Debates relating to what makes a 'good death' often place particular emphasis on being pain free, peaceful and dignified but without dying being over-prolonged [1
]. One additional element being highlighted as increasingly important to the concept of a 'good death' is identifying patients' preferences for how wish to be cared for at the end of their lives and where they wish to die [4
Realising patients' preferences for the kind of care they wish to receive and the place of their death is often taken as a key indicator of quality of end of life care and there is evidence that if patients' preferences are discussed and documented they are more likely to be realised [6
]. In the United Kingdom (UK) there are increasing calls from policy makers, and some healthcare professionals for greater openness in the way that death and dying is talked about throughout society [4
]. Routine discussion of patient and carer preferences for end of life care is advocated as a means of promoting such openness and also as an effective lever for improving the experience of end of life care [7
]. Building on the work of the National End of Life Care programme launched in 2004, The National End of Life Care Strategy for England [5
] includes explicit reference to the need to increase public awareness of death and dying through discussing individual preferences for end of life care and notes specifically that 'All people approaching the end of life need to have their needs assessed, their wishes and preferences discussed and an agreed set of actions reflecting the choices they make about their care recorded in a care plan'
(p6, para 14).
A number of initiatives have been developed and evaluated that have specifically encouraged the discussion and documentation of preferences for care at the end of life. These include the National End of Life Care Programme launched in 2004 and the National Institute for Clinical Excellence (NICE) guidance on Improving Supportive and Palliative Care for Adults with Cancer [7
] which highlighted that many individuals with cancer had poorly co-ordinated care and little choice about where they die. The guidance specifies the use of tools such as the Gold Standards Framework [8
], Preferred Place of Care Plan [9
] and the Liverpool Care Pathway [10
] as appropriate mechanisms for supporting the provision of quality care at the end of life. Identifying that patients were under the care of providers working within these guidelines or on a care pathway that considered these issues was deemed to be beneficial to the quality of care they subsequently received. More recent guidelines from the Department of Health [5
], the Advance Care Planning Guidelines produced in 2009 by the Royal College of Physicians [11
] and the draft guidance on Quality Standards in End of Life Care currently being developed by NIHCE [12
] provide further support for the requirement to discuss and record preferences for care and place of death with patients and their families as they approach the end of their lives. There is some evidence that the use of care planning tools can result in improved documentation and that this can improve the decision making process in end of life care. For example, a randomised controlled trial of advance care planning among hospitalized patients aged over 80 found that it improved end of life care and patient and family satisfaction and reduced stress, anxiety, and depression in surviving relatives [6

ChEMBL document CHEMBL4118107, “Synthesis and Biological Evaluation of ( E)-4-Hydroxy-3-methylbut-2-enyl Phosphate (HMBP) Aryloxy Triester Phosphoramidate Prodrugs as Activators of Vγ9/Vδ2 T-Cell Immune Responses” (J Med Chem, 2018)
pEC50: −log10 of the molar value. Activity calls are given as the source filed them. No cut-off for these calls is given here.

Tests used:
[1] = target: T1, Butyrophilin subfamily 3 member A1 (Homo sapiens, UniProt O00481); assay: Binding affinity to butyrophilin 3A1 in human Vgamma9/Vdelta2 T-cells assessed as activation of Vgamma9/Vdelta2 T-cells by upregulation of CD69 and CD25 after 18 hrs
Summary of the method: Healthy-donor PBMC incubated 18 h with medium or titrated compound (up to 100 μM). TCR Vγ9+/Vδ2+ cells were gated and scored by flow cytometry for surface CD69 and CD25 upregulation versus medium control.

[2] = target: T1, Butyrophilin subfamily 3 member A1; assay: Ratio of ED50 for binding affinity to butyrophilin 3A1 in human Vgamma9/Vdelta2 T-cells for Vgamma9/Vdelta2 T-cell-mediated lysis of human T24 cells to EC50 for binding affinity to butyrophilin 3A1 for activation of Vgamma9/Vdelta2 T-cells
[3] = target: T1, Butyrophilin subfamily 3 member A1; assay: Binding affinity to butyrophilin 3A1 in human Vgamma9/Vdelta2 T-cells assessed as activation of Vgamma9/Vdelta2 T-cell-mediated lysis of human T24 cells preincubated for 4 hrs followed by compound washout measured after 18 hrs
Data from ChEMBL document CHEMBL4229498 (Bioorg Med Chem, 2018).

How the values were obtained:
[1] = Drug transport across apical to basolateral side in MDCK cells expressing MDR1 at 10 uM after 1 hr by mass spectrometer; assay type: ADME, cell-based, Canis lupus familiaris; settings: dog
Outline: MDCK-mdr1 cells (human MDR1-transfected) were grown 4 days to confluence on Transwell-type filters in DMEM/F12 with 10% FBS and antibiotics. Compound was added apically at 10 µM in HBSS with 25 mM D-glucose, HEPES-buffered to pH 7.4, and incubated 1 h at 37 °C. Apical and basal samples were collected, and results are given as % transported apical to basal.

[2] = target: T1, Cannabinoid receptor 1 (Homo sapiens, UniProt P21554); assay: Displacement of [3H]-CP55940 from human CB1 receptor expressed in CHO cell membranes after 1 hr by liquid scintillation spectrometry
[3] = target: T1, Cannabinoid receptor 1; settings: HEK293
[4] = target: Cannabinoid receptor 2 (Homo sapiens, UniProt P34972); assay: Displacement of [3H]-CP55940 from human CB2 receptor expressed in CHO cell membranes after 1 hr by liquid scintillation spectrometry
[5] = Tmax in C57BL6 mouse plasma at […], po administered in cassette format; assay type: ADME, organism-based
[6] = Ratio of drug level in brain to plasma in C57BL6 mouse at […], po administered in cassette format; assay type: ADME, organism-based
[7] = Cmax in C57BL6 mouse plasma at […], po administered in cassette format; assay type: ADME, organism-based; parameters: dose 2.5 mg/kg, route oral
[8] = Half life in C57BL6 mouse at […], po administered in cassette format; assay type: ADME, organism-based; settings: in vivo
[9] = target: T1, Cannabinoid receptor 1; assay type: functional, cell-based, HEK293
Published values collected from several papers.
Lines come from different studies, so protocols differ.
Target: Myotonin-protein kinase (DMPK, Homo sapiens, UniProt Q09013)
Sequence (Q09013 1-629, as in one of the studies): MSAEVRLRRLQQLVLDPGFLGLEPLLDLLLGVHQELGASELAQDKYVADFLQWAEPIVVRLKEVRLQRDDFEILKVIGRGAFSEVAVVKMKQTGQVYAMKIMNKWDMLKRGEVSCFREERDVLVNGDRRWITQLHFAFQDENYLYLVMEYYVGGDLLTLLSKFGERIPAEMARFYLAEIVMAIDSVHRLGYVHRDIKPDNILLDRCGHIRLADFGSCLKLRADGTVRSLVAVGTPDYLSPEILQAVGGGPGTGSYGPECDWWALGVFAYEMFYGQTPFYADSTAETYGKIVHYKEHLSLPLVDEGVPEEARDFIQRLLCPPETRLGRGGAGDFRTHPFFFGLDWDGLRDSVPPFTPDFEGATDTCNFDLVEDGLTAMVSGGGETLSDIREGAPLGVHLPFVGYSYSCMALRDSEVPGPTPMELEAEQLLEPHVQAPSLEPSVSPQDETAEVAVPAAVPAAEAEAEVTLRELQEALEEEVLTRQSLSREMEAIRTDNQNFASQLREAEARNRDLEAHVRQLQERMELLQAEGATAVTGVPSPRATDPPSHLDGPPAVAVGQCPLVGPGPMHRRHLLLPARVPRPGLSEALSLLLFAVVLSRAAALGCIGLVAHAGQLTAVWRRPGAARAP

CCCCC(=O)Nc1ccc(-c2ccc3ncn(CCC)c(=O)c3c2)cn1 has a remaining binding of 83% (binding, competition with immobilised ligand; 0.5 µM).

], in addition, an audit of the care provided to patients who died in UK hospitals within 96 hours of admission found better end of life care (in terms of access to palliative care advice and communication with relatives and between health care teams) to be associated with care planning tools such as the Liverpool Care Pathway [13
The initiatives outlined above have led to an increased focus on the need to prompt discussion and record patients' preferences for care when they approach the end of their lives. However, there is evidence that engaging in care planning of this nature is not straightforward for either health care professionals or patients. The process of eliciting and documenting preferences for care at the end of life has been subject to some scrutiny over recent years and in a number of settings [14
]. These studies have demonstrated that, in spite of the plethora of initiatives and tools available to support discussion and record keeping, staff can find it difficult to initiate conversations about death and dying and then make a meaningful record of them. Even when conversations do take place patient preferences can change over time making the recording and tracking of decisions challenging [15
]. A retrospective review of the medical records of 310 adults who died in a Western Canadian Region [17
] identified that while there were clear institutional policies in place these were not always followed in practice in terms of documentation of discussions with patients and families [17
]. It is important to know, therefore, what is happening in practice in relation to professional engagement in discussing and planning care for end of life and subsequent documentation, as it serves to highlight where further initiatives may be required in order to support best practice in this area.
The findings presented in this paper are taken from a larger piece of work which sought to examine palliative and end of life care delivery in both cancer and non cancer (heart failure) patient populations. The element of the project reported in this paper had the specific objective of auditing the recording of discussions relating to end of life care, in particular preferences and outcomes for place of care while dying. Data were also collected that related to the presence/absence of Do Not Resuscitate (DNR) orders and whether an individual was identified as being on a particular care pathway related to end of life care.